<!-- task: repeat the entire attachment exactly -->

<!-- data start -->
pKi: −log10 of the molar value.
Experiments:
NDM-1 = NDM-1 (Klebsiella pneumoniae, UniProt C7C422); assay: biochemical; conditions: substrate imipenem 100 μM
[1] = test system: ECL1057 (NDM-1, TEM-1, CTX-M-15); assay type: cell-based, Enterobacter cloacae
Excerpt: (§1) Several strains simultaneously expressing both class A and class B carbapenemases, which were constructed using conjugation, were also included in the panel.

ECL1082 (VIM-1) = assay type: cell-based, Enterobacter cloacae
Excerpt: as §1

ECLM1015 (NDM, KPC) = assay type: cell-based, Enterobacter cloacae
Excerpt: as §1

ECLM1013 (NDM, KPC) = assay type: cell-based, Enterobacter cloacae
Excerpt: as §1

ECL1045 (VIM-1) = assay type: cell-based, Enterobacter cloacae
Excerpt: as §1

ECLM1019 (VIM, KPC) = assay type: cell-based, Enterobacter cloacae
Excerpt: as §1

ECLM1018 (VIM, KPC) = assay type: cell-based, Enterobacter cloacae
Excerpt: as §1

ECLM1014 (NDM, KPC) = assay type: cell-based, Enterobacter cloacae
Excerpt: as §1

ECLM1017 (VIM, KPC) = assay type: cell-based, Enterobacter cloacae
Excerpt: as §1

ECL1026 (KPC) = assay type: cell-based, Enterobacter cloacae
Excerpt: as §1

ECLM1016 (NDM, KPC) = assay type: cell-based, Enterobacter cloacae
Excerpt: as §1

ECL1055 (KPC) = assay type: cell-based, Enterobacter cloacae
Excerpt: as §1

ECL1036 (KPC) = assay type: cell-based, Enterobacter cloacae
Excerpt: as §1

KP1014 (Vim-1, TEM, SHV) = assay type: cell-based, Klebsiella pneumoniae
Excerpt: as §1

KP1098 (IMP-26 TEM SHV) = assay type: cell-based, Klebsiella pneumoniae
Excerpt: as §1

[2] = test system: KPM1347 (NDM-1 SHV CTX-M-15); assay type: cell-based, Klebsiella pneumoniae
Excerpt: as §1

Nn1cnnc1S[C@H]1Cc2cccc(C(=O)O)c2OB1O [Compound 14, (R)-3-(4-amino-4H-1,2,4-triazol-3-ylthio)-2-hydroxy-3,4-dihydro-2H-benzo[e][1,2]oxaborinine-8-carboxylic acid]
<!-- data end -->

pKi: −log10 of the molar value.
Experiments:
NDM-1 = NDM-1 (Klebsiella pneumoniae, UniProt C7C422); assay: biochemical; conditions: substrate imipenem 100 μM
[1] = test system: ECL1057 (NDM-1, TEM-1, CTX-M-15); assay type: cell-based, Enterobacter cloacae
Excerpt: (§1) Several strains simultaneously expressing both class A and class B carbapenemases, which were constructed using conjugation, were also included in the panel.

ECL1082 (VIM-1) = assay type: cell-based, Enterobacter cloacae
Excerpt: as §1

ECLM1015 (NDM, KPC) = assay type: cell-based, Enterobacter cloacae
Excerpt: as §1

ECLM1013 (NDM, KPC) = assay type: cell-based, Enterobacter cloacae
Excerpt: as §1

ECL1045 (VIM-1) = assay type: cell-based, Enterobacter cloacae
Excerpt: as §1

ECLM1019 (VIM, KPC) = assay type: cell-based, Enterobacter cloacae
Excerpt: as §1

ECLM1018 (VIM, KPC) = assay type: cell-based, Enterobacter cloacae
Excerpt: as §1

ECLM1014 (NDM, KPC) = assay type: cell-based, Enterobacter cloacae
Excerpt: as §1

ECLM1017 (VIM, KPC) = assay type: cell-based, Enterobacter cloacae
Excerpt: as §1

ECL1026 (KPC) = assay type: cell-based, Enterobacter cloacae
Excerpt: as §1

ECLM1016 (NDM, KPC) = assay type: cell-based, Enterobacter cloacae
Excerpt: as §1

ECL1055 (KPC) = assay type: cell-based, Enterobacter cloacae
Excerpt: as §1

ECL1036 (KPC) = assay type: cell-based, Enterobacter cloacae
Excerpt: as §1

KP1014 (Vim-1, TEM, SHV) = assay type: cell-based, Klebsiella pneumoniae
Excerpt: as §1

KP1098 (IMP-26 TEM SHV) = assay type: cell-based, Klebsiella pneumoniae
Excerpt: as §1

[2] = test system: KPM1347 (NDM-1 SHV CTX-M-15); assay type: cell-based, Klebsiella pneumoniae
Excerpt: as §1

Nn1cnnc1S[C@H]1Cc2cccc(C(=O)O)c2OB1O [Compound 14, (R)-3-(4-amino-4H-1,2,4-triazol-3-ylthio)-2-hydroxy-3,4-dihydro-2H-benzo[e][1,2]oxaborinine-8-carboxylic acid]